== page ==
‘I don’t think you can change overnight. It’s got to be a gradual process. I am going to go to one session to start with and then proceed from there.

'Actually I think the whole exercise has been quite a reward in itself. It’s very therapeutic to get on top of it and get back in control of things.

'I’m surprised that so many people were prepared to turn up and make such a big effort so quickly. I wouldn’t expect people to give up their time for little old me. I got myself into this mess and so it’s really down to me to get myself out of it.’

Mr Wallace’s volte-face began during this summer’s Westcott in Bloom competition when the gardening committee suggested they paid for a fence to hide the rubble. Landscape gardener Andy Honey approached Mr Wallace with the offer and he accepted.

Afterwards Mr Honey offered to help him cut back his undergrowth and remove the foliage. He then appealed for neighbours to help clear the rubbish – in just one afternoon they removed 30 tons of junk – enabling Mr Wallace to walk to his front door. Over the next eight weeks, they cleared the remainder of the garden.

‘At the time, I felt he was getting a little bit victimised and picked on,’ Mr Honey says. ‘I think I was probably the only one that found it slightly amusing on Westcott in Bloom when he did win. I was determined to get him so he can live and not “exist” as he puts it, because I think it’s really sad to think that somebody in this day and age “exists”.’

Born on June 9, 1950, the only child of former bus driver Maurice Wallace and his wife Freda, whose family had lived in the village since the 19th century, Richard Wallace was destined for a bright future.

His grandfather Frederick Balchin, a grocer, who ran the local Balchin Stores, and his wife Alice, a former scullery maid at nearby Westcott House, had built up a substantial property portfolio, including the infamous bungalow, a three-bedroom semi-detached house and a number of garages.

But as a pupil at Pixham Junior School and Sondes Place secondary modern, Mr Wallace showed signs that he was different from the other students as he was more interested in collecting than girls. After he left school he did a training course at the BBC but ended up working as a television engineer locally. He has never had a proper girlfriend.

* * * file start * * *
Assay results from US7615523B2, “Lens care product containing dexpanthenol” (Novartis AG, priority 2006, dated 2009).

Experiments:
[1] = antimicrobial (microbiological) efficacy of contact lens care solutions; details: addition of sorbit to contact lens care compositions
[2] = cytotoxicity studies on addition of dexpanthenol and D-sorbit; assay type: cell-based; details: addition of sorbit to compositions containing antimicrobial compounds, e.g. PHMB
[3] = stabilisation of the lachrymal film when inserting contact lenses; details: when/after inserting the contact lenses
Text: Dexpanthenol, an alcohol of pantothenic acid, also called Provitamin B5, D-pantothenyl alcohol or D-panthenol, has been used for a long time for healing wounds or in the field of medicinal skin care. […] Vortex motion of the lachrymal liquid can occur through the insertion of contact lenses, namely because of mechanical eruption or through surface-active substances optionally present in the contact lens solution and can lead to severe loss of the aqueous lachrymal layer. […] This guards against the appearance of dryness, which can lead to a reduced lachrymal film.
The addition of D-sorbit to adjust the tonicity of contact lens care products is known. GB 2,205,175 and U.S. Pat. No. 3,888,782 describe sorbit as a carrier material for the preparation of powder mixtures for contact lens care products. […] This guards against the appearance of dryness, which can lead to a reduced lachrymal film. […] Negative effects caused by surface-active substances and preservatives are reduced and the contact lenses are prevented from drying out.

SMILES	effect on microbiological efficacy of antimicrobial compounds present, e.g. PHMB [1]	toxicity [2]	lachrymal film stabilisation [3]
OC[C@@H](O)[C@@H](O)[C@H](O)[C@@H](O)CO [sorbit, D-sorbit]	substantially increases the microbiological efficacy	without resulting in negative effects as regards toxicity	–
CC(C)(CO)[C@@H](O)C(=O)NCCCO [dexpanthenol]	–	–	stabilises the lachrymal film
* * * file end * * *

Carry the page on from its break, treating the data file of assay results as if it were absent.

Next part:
‘I didn’t get very far because the girls that interested me were, shall we say, spoken for,’ he admits.  ‘They already had somebody in tow or somebody in line and so I didn’t exactly get the brush off but I was sort of politely declined.’

Mr Wallace’s obsessive behaviour appears to stem from his overbearing father, who was also a traffic warden, but he did not start collecting in earnest until after his father’s death in 1976.

‘He wouldn’t tolerate things lying around for very long,’ he recalls. ‘He would be constantly sorting out and throwing out and so I've sort of rebelled against that.’

But his hoarding really spiralled out of control when his mother died in 2005. She had played an active role in village life – she was a member of the Westcott Players – but without her presence, he became a virtual hermit.

‘At that stage you could get from room to room and all round the house perfectly easily,’ he reveals. ‘There wasn’t any question of clambering over things as is the case now.’

Yesterday he told the Mail how he has ‘always been a collector’, starting with Corgi toy cars when he was a boy, then progressing to Practical Electronics magazine when he was 14.

‘I always wanted to refer back so I never threw a copy away,' he said.

‘I’ve taken the Daily Mail for the last 34 years, among others. It was a good idea although I’ve been overtaken by events now that you can online.

‘When the house was full I bought wooden palettes and put stuff on them and covered them with tarpaulins. It was manageable for a couple of years, but then they got waterlogged and ivy and bind weed grew through them.'

Living amongst decades of clutter has made even the most basic of functions a logistical nightmare. It took him half an hour to get to the front door from his only chair: he literally had to crawl from room to room as the rubbish was piled so high in places that there was little more than a foot’s space below the door frames.

Every aspect of his home life operated to a precise set of rules. He ate, worked and slept in his chair – he hasn’t slept in a bed for years and has not had a bath or shower because they were both covered with clutter. His television was blurred and the remote control barely worked because the sensor was obscured.

His staple diet was two eggs a day, which he cooked on a hob, narrowly avoiding setting the whole house alight. Each time he had to remove a tray piled high with papers before he lit the match. He then had to find a gap big enough for the tray and wriggle through it, using his momentum to go forwards. The whole procedure took three quarters of an hour – the calories burnt outweigh the content of the meal.

‘It's reached the point where even I can run out of tolerance now,’ he admits.  ‘It's not a life. It's just an existence at the moment isn’t it really? Someone said to me the other day “Did I live here?”  I said: “No. I exist here.” There’s a subtle difference. A lesson to anybody thinking about collecting things - don’t. It’s not really worth it, is it? It doesn’t make sense.’

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Sunday, December 18, 2011